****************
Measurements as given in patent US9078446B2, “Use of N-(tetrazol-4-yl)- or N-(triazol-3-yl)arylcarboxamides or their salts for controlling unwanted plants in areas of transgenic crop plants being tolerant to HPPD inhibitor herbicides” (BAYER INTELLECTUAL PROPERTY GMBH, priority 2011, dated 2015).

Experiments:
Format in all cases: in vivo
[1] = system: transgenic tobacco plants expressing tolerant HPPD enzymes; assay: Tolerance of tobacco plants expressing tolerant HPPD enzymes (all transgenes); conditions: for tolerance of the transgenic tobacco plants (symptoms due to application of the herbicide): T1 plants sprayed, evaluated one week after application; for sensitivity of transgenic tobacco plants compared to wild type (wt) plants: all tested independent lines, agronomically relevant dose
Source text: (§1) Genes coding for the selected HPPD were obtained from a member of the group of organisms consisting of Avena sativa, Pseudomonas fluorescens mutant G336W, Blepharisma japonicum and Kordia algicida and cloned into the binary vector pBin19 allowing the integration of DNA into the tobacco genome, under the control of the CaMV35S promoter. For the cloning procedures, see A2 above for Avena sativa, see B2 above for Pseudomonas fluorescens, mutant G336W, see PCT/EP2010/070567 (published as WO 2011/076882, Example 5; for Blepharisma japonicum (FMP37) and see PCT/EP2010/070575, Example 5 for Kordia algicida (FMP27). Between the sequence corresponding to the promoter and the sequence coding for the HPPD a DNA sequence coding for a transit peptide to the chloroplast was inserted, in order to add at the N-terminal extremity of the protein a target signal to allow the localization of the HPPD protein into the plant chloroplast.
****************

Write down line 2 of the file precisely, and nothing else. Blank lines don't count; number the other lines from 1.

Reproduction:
Experiments: